But as the construction boom in Toronto has continued, the idea just became less and less feasible.  And as the Toronto Star began to report back in 2012 and into 2013, it clearly wasn’t working.

There is an inherent need for a new government body to step in and take on the role of licensing, regulation, and discipline.

TARION can handle the warranties, which is the only thing they should have been doing.

And while I don’t love the idea of yet another government body being formed, I think in the long run, developers will be far more accountable.

Realtors are required to take mandatory education, courses, and updates, not only to improve their knowledge base, but to keep up to date.

Builders don’t have the same requirement, even though many of them are complete novices (just like Realtors), with little-to-no knowledge to begin with, and even though building codes change, building materials and processes evolve, and styles come and go.

Once this unnamed new government body is formed, something tells me that a similar series of courses and updates will be required of developers and builders, and who can suggest that’s a bad thing?

One of the biggest problems we have among freehold developers is their attempts to continually skirt HST, and often not provide TARION warranties.

You guys know the drill, right?

You tear down a house to build a new one, only you don’t call it “new,” but rather you call it a “substantial renovation.”  Even though the only thing that exists from the house that is, supposedly, being renovated, is a brick wall or two, the developer claims is’s not a new house, and thus doesn’t provide a TARION warranty.

This is also often accompanied by the notion that the developer is the owner-occupant, hence the Rogers bill and maybe a House&Home subscription coming each month to the mailbox, all in attempts to avoid paying HST.

There are so many “new, but not new” houses in North Toronto right now where the developer apparently built for himself, and intended to move in with his family, but changed his mind after a week sleeping on a mattress on the floor in the living room.  Now the house is for sale, with no warranty, and with no intention of paying HST or capital gains.

Folks, you can’t leave a pack of wild dogs alone in a room with a bone, and not expect them to eat the bone.

On a long enough time horizon, self-interest trumps good intentions.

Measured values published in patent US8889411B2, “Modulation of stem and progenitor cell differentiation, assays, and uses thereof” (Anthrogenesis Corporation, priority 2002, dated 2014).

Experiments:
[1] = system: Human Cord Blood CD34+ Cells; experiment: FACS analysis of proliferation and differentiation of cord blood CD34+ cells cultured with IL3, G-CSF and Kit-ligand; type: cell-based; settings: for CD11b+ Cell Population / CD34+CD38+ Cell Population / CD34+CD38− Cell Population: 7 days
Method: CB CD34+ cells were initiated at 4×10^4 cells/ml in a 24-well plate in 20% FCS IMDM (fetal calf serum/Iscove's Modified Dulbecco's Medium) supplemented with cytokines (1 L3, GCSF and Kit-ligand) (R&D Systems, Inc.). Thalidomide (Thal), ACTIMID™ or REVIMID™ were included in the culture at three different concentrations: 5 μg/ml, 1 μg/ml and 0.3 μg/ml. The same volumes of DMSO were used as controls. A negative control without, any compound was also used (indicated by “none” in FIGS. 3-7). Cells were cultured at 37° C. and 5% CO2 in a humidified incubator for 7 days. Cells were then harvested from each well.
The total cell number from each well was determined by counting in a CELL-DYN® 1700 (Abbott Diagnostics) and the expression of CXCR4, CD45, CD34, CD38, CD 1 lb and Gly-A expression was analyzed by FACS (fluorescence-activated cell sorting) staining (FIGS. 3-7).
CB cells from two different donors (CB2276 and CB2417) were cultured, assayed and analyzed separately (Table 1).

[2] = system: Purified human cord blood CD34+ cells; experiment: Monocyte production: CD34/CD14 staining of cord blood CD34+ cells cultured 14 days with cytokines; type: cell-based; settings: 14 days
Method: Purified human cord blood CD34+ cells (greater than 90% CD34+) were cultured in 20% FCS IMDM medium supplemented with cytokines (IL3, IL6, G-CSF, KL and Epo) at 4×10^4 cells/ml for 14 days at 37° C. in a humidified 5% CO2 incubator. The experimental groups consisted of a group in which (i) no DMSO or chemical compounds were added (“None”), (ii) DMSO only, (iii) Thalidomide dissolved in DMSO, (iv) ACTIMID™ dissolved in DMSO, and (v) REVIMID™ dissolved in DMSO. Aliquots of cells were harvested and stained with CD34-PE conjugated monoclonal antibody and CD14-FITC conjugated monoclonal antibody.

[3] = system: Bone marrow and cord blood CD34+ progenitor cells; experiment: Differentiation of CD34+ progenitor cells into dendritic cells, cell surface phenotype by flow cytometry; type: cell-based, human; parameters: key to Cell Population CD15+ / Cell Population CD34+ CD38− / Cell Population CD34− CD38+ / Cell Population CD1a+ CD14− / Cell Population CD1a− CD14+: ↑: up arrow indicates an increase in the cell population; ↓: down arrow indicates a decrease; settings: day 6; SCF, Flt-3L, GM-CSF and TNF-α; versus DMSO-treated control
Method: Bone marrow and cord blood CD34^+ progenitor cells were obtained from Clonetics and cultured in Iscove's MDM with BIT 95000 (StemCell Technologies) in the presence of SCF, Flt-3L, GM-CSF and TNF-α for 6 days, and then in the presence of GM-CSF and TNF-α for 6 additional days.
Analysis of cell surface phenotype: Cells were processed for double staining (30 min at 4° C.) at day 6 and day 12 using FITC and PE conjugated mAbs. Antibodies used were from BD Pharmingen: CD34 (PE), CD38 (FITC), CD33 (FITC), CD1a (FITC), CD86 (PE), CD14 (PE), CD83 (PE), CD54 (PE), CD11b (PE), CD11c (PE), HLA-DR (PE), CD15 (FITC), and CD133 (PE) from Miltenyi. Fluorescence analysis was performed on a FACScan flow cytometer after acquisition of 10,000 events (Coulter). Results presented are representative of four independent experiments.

The time for builders to self-police has come and gone, and last week’s announcement is a great thing.

How ironic that the only way for Ontario’s new home buyers to be protected, was to take away the right to protect, from those who were in charge of the protection in the first place…


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  1. Clifford says:

    Good riddance. How that scam was allowed to exist this long is beyond me.

  2. Ralph Cramdown says:

    “So imagine for a moment, if real estate agents were in charge of licensing, regulating, policing, and disciplining real estate agents.”

    OK, I close my eyes. I see a bunch of smiling headshots of board members who are all brokers or agents. Wait, something fuzzy in the corner. Oh, the government would probably appoint a representative as window dressing, but he probably wouldn’t be a professional civil servant or anything, just a Liberal party hack whose twitter handle ends in _Liberal and whose last tweet is a selfie with Kathleen Wynne. And… a lobbyist? Oh, another old party hack.

    OK, I’m opening my eyes now…

    1. Pete says:

      I’m more shocked that of the 10 people on the board, only one is a woman. #RecoSoMale ?

  3. Darren says:

    In case you missed it, the recent budget added a requirement to disclose any home that is sold with your tax return. Big fines for those that fail to do so I believe. That’s going to put an end to the developers moving from house to house to renovate.. at least put a stop to them trying to avoid taxes on them.

    1. Jack says:

      It’s a good first step that should have been put in place long time ago. But the owner/developer will still pay no capital gains tax if he declares the house as his principal residence.

      1. Zar says:

        It’s not very profitable to build infill homes if you have to pay tax. The return would be terrible when you consider carrying costs, interest on loans and hard costs with respect to land prices skyrocketing. Ask yourself, would you risk 7 figures of upfront capital to only make 10% if you get taxed the on a 2M+ price point. More profit balance between land appreciation and value added to the property is becoming heavily unbalance. Developers move house to house because it’s all they can afford, there is a fund that just keeps getting moved from property to property just so they can work. Not an easy game like the public may be led to believe.